This has become such an issue that the UN Office on Drugs and Crime recently produced a report titled Turning the Tide: A Look into the European Union-to-South-East Asia Waste Trafficking Wave. As the report notes, China’s ban on household and industrial plastic in 2018 was a “turning point”. Beijing no longer wanted to be the recipient of so much unrecyclable and heavily polluting plastic – about half the global total – and the pre-existing recycling and waste management industry in the region was not prepared for what followed.

“The ripple effect” from that, said Masood Karimipour, the report’s author, “was South-East Asia being targeted by illicit traffickers of waste. One might even say that this made South-East Asia the epicentre of waste trafficking”.

Indonesia, Malaysia, Thailand and Vietnam have been the main end points for both legal and illegal waste, and the UN report commends them for “enacting stringent requirements and regulations … in order to protect the environment and the well-being of local populations”. However, that hasn’t been enough in the face of difficulties in tracing waste (or even identifying it, as it’s often deliberately mislabelled), insufficient enforcement capacity, and laws not keeping up with the scale of the problem.

Countries in the region have attempted to fight back at illegal dumping of waste at their ports.

In 2019, Malaysia’s then-environment minister, Yeo Bee Yin, announced that 3,000 tonnes of plastic waste would be returned to the countries of origin, including Australia, saying they had been brought in under “false declaration”. Just before that, then Philippine-president Rodrigo Duterte had said he would personally ship 1,500 tonnes of rubbish back to Canada’s territorial waters if the country wouldn’t remove them (it did).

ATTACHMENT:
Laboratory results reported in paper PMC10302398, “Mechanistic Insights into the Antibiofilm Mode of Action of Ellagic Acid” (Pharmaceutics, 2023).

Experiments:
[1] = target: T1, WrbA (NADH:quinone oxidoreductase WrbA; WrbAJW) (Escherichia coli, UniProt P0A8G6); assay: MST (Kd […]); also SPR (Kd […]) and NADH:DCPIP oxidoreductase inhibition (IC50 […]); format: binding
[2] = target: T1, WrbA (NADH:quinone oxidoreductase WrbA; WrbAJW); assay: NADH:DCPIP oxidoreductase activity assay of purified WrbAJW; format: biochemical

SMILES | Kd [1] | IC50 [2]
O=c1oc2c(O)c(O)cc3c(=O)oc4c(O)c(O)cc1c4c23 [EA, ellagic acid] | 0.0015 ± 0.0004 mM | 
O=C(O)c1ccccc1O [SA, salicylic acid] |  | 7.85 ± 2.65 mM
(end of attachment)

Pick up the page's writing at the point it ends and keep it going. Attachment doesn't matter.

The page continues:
But it’s not just the EU – as the mentions of Australia and Canada above show. It’s also a much wider issue of how developed nations think about the disposal of their waste.

Last year, ABC News attached 19 trackers to plastic bags and left them at Walmart recycling bins across the US. Two of the tracking devices ended up pinging from Malaysia and one from Indonesia. “No responsible waste company in the United States, no responsible local government should be exporting plastic waste to other countries,” Judith Enck, a former Environmental Protection Agency administrator, told the TV station.

As an environment ministry spokesman said in 2019, when 83 containers of rubbish were discovered at Sihanoukville port: “Cambodia is not a dustbin.” In a similar vein, Thai cabinet minister Varawut Silpa-archa said last year: “For those who produce all this rubbish and try to dump it somewhere, I must say, please, deal with your own mess. Don’t dump it on someone else, because, eventually, it’s not just us that’s going to be affected. It’s you as well.”

The region has had enough of what many call “waste colonialism”. The current meeting in Ottawa is crucial.

If a total end to plastic pollution is not possible, future generations will not understand if today’s leaders fail to grasp that the need to drastically reduce production is urgent – and that rich countries cannot congratulate themselves on their recycling, if all they are doing is sending their rubbish thousands of kilometres away for less developed states to deal with instead.

Published: April 24, 2024, 2:00 PM